Armed and civilian Syrians within the opposition community similarly believe that by peeling the Nusra Front away from al Qaeda, the task of ultimately separating their “sons” and “brothers” from the jihadi movement would be made easier. By splitting the group from the al Qaeda leadership, they hope that its internal structures would lose some of their resiliency, and joining more mainstream opposition groups could become a more attractive prospect. Should Syria suddenly experience a period of relative calm, then this goal may not be as unrealistic as it unfortunately is today.
Although many Syrians still remain justifiably concerned about Jabhat Fateh al-Sham’s extremist foundations, the fact that the group has now made what many will perceive as a major concession puts it in an extremely advantageous position. Whether they say so publicly or not, a significant portion of Syria’s mainstream opposition will see this as a positive step and move to embrace Jolani’s call for unity. Therefore, Jabhat Fateh al-Sham will now seek to intensify its long-standing call for large-scale mergers and military coalitions in key areas of the country.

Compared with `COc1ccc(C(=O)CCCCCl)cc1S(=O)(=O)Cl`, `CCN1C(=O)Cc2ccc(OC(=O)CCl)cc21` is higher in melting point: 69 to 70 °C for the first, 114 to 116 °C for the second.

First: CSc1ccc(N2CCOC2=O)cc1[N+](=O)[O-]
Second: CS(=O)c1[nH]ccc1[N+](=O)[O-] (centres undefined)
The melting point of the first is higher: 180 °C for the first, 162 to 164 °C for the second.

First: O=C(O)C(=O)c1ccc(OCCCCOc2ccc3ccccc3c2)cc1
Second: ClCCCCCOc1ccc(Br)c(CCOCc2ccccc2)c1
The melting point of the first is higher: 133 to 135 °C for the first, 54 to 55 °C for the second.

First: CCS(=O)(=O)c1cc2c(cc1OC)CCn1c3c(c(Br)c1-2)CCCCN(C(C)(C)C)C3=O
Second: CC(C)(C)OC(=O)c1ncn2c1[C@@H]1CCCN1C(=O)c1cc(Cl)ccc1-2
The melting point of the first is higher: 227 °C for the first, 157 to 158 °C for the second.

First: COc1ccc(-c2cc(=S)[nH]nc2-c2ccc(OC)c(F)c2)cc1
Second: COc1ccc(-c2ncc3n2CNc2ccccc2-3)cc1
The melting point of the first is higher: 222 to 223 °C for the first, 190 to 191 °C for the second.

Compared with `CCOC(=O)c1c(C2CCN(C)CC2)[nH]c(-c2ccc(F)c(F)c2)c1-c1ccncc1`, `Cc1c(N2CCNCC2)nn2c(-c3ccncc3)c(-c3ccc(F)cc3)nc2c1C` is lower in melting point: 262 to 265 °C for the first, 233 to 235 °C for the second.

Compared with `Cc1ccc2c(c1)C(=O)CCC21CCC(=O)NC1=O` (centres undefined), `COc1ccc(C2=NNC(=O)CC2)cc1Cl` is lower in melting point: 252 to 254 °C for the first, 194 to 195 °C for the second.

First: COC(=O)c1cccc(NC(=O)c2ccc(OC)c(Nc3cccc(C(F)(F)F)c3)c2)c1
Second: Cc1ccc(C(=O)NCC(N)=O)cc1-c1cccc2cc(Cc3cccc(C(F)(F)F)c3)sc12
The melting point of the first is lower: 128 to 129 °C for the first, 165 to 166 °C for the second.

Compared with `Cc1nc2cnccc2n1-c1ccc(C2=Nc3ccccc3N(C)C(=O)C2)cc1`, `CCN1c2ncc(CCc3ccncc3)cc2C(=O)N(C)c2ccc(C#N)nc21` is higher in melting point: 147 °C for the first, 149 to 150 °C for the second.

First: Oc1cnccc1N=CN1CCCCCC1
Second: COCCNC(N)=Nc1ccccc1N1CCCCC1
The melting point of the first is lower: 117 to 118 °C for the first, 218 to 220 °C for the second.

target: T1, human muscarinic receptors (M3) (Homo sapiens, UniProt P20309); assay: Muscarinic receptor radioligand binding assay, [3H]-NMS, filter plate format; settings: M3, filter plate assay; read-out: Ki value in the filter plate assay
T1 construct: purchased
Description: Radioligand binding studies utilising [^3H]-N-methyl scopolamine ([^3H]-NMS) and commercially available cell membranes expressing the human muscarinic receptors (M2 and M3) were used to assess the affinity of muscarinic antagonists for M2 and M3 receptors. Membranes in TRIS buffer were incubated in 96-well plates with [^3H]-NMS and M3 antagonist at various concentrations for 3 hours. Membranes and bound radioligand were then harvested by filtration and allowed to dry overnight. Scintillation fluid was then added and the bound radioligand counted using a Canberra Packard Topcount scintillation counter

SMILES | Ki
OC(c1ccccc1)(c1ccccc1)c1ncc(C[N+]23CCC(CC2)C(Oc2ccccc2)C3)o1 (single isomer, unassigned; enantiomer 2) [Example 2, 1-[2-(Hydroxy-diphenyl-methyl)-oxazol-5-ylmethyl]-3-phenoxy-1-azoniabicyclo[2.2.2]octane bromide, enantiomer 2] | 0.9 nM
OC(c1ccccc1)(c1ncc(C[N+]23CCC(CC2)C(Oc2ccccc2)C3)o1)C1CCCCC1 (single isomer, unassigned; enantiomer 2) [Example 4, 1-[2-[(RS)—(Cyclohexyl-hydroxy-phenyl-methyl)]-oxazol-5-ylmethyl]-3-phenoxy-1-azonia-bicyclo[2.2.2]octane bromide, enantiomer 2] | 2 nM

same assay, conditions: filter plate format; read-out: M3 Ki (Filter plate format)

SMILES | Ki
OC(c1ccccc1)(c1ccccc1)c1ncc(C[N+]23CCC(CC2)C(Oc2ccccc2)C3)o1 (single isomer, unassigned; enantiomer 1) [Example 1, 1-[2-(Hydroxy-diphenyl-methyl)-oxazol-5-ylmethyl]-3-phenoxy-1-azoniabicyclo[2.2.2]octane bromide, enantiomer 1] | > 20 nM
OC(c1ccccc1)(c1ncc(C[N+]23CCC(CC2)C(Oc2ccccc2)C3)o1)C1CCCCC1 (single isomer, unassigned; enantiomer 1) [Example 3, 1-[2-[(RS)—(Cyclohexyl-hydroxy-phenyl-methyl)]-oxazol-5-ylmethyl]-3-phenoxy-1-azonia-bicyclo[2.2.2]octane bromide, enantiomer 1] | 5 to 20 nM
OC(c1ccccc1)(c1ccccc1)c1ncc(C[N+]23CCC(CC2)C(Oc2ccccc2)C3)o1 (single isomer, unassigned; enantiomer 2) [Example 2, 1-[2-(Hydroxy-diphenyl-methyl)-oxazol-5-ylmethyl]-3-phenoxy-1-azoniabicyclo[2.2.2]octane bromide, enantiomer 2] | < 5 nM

The most significant potential consequence of this latest development would be a merger of Jabhat Fateh al-Sham with the Syrian Salafist group Ahrar al-Sham. However, such an undertaking appears still to be some way off, as it continues to face significant structural and organizational obstacles. What is more likely in the immediate term is an increase in region-specific coalitions, in which multiple armed groups seek to integrate their military commands in order to present more effective challenges to their adversaries on the battlefield. Existing rebel coalitions in Idlib and Aleppo — particularly Jaish al-Fateh — will in all likelihood form the basis for such military unity initiatives.
By paving the way towards such a dynamic, Jolani has laid down a gauntlet to Syria’s opposition. The most moderate FSA groups will be forced to choose between military and revolutionary unity, or operational isolation and subjugation. In short, Jabhat al-Nusra is taking yet another step toward shaping the orientation of the Syrian opposition in its favor.
Al Qaeda’s plan